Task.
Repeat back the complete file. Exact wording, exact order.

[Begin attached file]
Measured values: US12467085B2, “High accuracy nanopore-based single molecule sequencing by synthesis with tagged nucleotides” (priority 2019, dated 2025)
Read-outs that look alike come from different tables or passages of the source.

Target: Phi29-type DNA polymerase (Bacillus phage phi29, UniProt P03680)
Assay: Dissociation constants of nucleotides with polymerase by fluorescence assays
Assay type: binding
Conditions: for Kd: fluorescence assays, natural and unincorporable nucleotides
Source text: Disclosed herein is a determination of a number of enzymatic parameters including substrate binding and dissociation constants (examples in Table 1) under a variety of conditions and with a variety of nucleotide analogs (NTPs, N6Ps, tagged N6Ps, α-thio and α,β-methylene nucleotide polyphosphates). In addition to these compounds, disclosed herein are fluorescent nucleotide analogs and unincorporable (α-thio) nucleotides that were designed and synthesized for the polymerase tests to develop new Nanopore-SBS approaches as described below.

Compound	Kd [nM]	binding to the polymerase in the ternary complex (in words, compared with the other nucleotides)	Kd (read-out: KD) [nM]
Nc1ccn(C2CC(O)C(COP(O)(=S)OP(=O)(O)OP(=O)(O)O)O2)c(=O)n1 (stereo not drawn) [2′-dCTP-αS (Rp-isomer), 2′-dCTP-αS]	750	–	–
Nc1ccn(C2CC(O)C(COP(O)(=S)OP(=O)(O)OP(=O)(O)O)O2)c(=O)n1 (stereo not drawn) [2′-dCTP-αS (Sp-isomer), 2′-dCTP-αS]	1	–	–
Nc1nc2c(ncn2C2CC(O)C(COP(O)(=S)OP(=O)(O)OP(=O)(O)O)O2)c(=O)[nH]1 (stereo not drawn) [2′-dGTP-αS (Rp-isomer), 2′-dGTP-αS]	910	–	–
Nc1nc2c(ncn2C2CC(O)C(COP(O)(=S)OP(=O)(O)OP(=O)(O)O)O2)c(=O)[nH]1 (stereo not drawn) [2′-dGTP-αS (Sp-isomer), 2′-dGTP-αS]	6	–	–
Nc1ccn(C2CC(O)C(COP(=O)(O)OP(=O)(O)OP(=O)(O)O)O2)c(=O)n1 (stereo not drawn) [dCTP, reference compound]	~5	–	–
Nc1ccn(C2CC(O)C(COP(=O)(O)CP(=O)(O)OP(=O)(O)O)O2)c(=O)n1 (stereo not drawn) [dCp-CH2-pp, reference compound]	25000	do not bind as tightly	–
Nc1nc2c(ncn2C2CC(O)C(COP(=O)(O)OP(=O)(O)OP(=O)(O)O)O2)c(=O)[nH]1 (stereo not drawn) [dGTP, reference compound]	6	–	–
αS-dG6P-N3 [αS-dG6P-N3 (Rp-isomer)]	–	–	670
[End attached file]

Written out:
Measured values: US12467085B2, “High accuracy nanopore-based single molecule sequencing by synthesis with tagged nucleotides” (priority 2019, dated 2025)
Read-outs that look alike come from different tables or passages of the source.

Target: Phi29-type DNA polymerase (Bacillus phage phi29, UniProt P03680)
Assay: Dissociation constants of nucleotides with polymerase by fluorescence assays
Assay type: binding
Conditions: for Kd: fluorescence assays, natural and unincorporable nucleotides
Source text: Disclosed herein is a determination of a number of enzymatic parameters including substrate binding and dissociation constants (examples in Table 1) under a variety of conditions and with a variety of nucleotide analogs (NTPs, N6Ps, tagged N6Ps, α-thio and α,β-methylene nucleotide polyphosphates). In addition to these compounds, disclosed herein are fluorescent nucleotide analogs and unincorporable (α-thio) nucleotides that were designed and synthesized for the polymerase tests to develop new Nanopore-SBS approaches as described below.

Compound	Kd [nM]	binding to the polymerase in the ternary complex (in words, compared with the other nucleotides)	Kd (read-out: KD) [nM]
Nc1ccn(C2CC(O)C(COP(O)(=S)OP(=O)(O)OP(=O)(O)O)O2)c(=O)n1 (stereo not drawn) [2′-dCTP-αS (Rp-isomer), 2′-dCTP-αS]	750	–	–
Nc1ccn(C2CC(O)C(COP(O)(=S)OP(=O)(O)OP(=O)(O)O)O2)c(=O)n1 (stereo not drawn) [2′-dCTP-αS (Sp-isomer), 2′-dCTP-αS]	1	–	–
Nc1nc2c(ncn2C2CC(O)C(COP(O)(=S)OP(=O)(O)OP(=O)(O)O)O2)c(=O)[nH]1 (stereo not drawn) [2′-dGTP-αS (Rp-isomer), 2′-dGTP-αS]	910	–	–
Nc1nc2c(ncn2C2CC(O)C(COP(O)(=S)OP(=O)(O)OP(=O)(O)O)O2)c(=O)[nH]1 (stereo not drawn) [2′-dGTP-αS (Sp-isomer), 2′-dGTP-αS]	6	–	–
Nc1ccn(C2CC(O)C(COP(=O)(O)OP(=O)(O)OP(=O)(O)O)O2)c(=O)n1 (stereo not drawn) [dCTP, reference compound]	~5	–	–
Nc1ccn(C2CC(O)C(COP(=O)(O)CP(=O)(O)OP(=O)(O)O)O2)c(=O)n1 (stereo not drawn) [dCp-CH2-pp, reference compound]	25000	do not bind as tightly	–
Nc1nc2c(ncn2C2CC(O)C(COP(=O)(O)OP(=O)(O)OP(=O)(O)O)O2)c(=O)[nH]1 (stereo not drawn) [dGTP, reference compound]	6	–	–
αS-dG6P-N3 [αS-dG6P-N3 (Rp-isomer)]	–	–	670